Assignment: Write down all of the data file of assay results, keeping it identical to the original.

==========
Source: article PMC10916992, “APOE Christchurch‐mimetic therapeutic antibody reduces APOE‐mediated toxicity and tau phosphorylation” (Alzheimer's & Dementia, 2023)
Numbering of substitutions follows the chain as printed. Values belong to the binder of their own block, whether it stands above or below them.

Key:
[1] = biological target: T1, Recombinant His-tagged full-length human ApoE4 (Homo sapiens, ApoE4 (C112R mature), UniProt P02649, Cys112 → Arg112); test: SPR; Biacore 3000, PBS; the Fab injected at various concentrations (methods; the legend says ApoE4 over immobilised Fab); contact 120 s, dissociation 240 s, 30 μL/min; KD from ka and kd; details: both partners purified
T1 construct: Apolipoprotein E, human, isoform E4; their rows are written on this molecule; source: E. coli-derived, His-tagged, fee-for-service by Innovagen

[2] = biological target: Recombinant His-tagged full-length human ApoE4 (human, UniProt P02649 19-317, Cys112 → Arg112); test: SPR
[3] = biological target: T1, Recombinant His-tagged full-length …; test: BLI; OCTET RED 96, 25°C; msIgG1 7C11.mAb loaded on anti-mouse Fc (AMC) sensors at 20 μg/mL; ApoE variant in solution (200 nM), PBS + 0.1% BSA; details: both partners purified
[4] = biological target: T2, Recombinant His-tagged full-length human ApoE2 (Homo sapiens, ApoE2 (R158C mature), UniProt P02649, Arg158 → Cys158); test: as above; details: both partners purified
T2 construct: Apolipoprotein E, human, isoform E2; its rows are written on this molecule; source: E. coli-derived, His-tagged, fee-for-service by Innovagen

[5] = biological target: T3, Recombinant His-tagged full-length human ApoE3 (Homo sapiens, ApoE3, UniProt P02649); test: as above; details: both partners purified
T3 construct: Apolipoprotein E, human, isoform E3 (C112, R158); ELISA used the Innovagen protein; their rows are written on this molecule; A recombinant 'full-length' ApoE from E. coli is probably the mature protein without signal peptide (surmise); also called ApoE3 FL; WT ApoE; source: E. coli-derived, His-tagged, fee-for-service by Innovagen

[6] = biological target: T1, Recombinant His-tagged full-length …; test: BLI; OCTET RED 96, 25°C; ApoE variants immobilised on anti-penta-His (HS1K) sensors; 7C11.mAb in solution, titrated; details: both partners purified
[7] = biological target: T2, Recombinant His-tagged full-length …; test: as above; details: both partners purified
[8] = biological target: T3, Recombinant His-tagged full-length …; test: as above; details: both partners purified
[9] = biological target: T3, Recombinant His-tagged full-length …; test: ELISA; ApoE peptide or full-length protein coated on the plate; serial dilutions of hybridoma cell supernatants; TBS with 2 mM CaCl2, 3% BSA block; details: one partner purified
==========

Source: article PMC10916992, “APOE Christchurch‐mimetic therapeutic antibody reduces APOE‐mediated toxicity and tau phosphorylation” (Alzheimer's & Dementia, 2023)
Numbering of substitutions follows the chain as printed. Values belong to the binder of their own block, whether it stands above or below them.

Key:
[1] = biological target: T1, Recombinant His-tagged full-length human ApoE4 (Homo sapiens, ApoE4 (C112R mature), UniProt P02649, Cys112 → Arg112); test: SPR; Biacore 3000, PBS; the Fab injected at various concentrations (methods; the legend says ApoE4 over immobilised Fab); contact 120 s, dissociation 240 s, 30 μL/min; KD from ka and kd; details: both partners purified
T1 construct: Apolipoprotein E, human, isoform E4; their rows are written on this molecule; source: E. coli-derived, His-tagged, fee-for-service by Innovagen

[2] = biological target: Recombinant His-tagged full-length human ApoE4 (human, UniProt P02649 19-317, Cys112 → Arg112); test: SPR
[3] = biological target: T1, Recombinant His-tagged full-length …; test: BLI; OCTET RED 96, 25°C; msIgG1 7C11.mAb loaded on anti-mouse Fc (AMC) sensors at 20 μg/mL; ApoE variant in solution (200 nM), PBS + 0.1% BSA; details: both partners purified
[4] = biological target: T2, Recombinant His-tagged full-length human ApoE2 (Homo sapiens, ApoE2 (R158C mature), UniProt P02649, Arg158 → Cys158); test: as above; details: both partners purified
T2 construct: Apolipoprotein E, human, isoform E2; its rows are written on this molecule; source: E. coli-derived, His-tagged, fee-for-service by Innovagen

[5] = biological target: T3, Recombinant His-tagged full-length human ApoE3 (Homo sapiens, ApoE3, UniProt P02649); test: as above; details: both partners purified
T3 construct: Apolipoprotein E, human, isoform E3 (C112, R158); ELISA used the Innovagen protein; their rows are written on this molecule; A recombinant 'full-length' ApoE from E. coli is probably the mature protein without signal peptide (surmise); also called ApoE3 FL; WT ApoE; source: E. coli-derived, His-tagged, fee-for-service by Innovagen

[6] = biological target: T1, Recombinant His-tagged full-length …; test: BLI; OCTET RED 96, 25°C; ApoE variants immobilised on anti-penta-His (HS1K) sensors; 7C11.mAb in solution, titrated; details: both partners purified
[7] = biological target: T2, Recombinant His-tagged full-length …; test: as above; details: both partners purified
[8] = biological target: T3, Recombinant His-tagged full-length …; test: as above; details: both partners purified
[9] = biological target: T3, Recombinant His-tagged full-length …; test: ELISA; ApoE peptide or full-length protein coated on the plate; serial dilutions of hybridoma cell supernatants; TBS with 2 mM CaCl2, 3% BSA block; details: one partner purified